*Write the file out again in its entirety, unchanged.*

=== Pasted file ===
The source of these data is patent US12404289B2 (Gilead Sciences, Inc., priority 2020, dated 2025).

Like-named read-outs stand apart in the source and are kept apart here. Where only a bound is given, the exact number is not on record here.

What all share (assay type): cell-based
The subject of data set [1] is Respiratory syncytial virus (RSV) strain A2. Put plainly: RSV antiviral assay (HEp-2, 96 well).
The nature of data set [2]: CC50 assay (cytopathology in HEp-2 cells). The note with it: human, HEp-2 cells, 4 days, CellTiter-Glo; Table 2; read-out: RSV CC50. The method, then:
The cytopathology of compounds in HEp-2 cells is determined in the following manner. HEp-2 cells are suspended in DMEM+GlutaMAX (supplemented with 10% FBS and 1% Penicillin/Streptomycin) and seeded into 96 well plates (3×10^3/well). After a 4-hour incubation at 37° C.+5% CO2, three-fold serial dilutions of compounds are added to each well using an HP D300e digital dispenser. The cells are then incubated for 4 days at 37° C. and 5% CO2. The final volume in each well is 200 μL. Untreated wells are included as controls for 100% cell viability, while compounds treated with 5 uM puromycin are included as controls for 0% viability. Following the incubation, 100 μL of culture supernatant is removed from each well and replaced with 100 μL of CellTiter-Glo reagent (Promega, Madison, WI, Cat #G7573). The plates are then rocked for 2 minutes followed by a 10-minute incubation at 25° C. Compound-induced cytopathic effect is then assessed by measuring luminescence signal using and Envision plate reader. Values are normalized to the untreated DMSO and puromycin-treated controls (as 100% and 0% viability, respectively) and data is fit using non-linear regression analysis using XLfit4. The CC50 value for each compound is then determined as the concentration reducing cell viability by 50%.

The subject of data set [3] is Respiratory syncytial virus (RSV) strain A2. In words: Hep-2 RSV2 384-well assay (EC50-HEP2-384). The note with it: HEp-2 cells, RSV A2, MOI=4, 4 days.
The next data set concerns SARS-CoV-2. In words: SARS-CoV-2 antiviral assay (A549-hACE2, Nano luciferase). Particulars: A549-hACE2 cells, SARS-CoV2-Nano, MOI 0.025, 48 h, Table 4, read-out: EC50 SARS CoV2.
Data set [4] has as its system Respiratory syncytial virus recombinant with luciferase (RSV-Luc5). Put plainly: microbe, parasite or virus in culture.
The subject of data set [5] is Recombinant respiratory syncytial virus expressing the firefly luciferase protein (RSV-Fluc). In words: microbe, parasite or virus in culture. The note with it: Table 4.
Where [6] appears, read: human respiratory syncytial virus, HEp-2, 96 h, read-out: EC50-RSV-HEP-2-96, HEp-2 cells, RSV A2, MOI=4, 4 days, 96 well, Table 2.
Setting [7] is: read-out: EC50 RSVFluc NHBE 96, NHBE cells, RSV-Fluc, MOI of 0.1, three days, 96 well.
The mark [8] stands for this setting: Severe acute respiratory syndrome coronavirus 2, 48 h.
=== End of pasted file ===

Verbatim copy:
The source of these data is patent US12404289B2 (Gilead Sciences, Inc., priority 2020, dated 2025).

Like-named read-outs stand apart in the source and are kept apart here. Where only a bound is given, the exact number is not on record here.

What all share (assay type): cell-based
The subject of data set [1] is Respiratory syncytial virus (RSV) strain A2. Put plainly: RSV antiviral assay (HEp-2, 96 well).
The nature of data set [2]: CC50 assay (cytopathology in HEp-2 cells). The note with it: human, HEp-2 cells, 4 days, CellTiter-Glo; Table 2; read-out: RSV CC50. The method, then:
The cytopathology of compounds in HEp-2 cells is determined in the following manner. HEp-2 cells are suspended in DMEM+GlutaMAX (supplemented with 10% FBS and 1% Penicillin/Streptomycin) and seeded into 96 well plates (3×10^3/well). After a 4-hour incubation at 37° C.+5% CO2, three-fold serial dilutions of compounds are added to each well using an HP D300e digital dispenser. The cells are then incubated for 4 days at 37° C. and 5% CO2. The final volume in each well is 200 μL. Untreated wells are included as controls for 100% cell viability, while compounds treated with 5 uM puromycin are included as controls for 0% viability. Following the incubation, 100 μL of culture supernatant is removed from each well and replaced with 100 μL of CellTiter-Glo reagent (Promega, Madison, WI, Cat #G7573). The plates are then rocked for 2 minutes followed by a 10-minute incubation at 25° C. Compound-induced cytopathic effect is then assessed by measuring luminescence signal using and Envision plate reader. Values are normalized to the untreated DMSO and puromycin-treated controls (as 100% and 0% viability, respectively) and data is fit using non-linear regression analysis using XLfit4. The CC50 value for each compound is then determined as the concentration reducing cell viability by 50%.

The subject of data set [3] is Respiratory syncytial virus (RSV) strain A2. In words: Hep-2 RSV2 384-well assay (EC50-HEP2-384). The note with it: HEp-2 cells, RSV A2, MOI=4, 4 days.
The next data set concerns SARS-CoV-2. In words: SARS-CoV-2 antiviral assay (A549-hACE2, Nano luciferase). Particulars: A549-hACE2 cells, SARS-CoV2-Nano, MOI 0.025, 48 h, Table 4, read-out: EC50 SARS CoV2.
Data set [4] has as its system Respiratory syncytial virus recombinant with luciferase (RSV-Luc5). Put plainly: microbe, parasite or virus in culture.
The subject of data set [5] is Recombinant respiratory syncytial virus expressing the firefly luciferase protein (RSV-Fluc). In words: microbe, parasite or virus in culture. The note with it: Table 4.
Where [6] appears, read: human respiratory syncytial virus, HEp-2, 96 h, read-out: EC50-RSV-HEP-2-96, HEp-2 cells, RSV A2, MOI=4, 4 days, 96 well, Table 2.
Setting [7] is: read-out: EC50 RSVFluc NHBE 96, NHBE cells, RSV-Fluc, MOI of 0.1, three days, 96 well.
The mark [8] stands for this setting: Severe acute respiratory syndrome coronavirus 2, 48 h.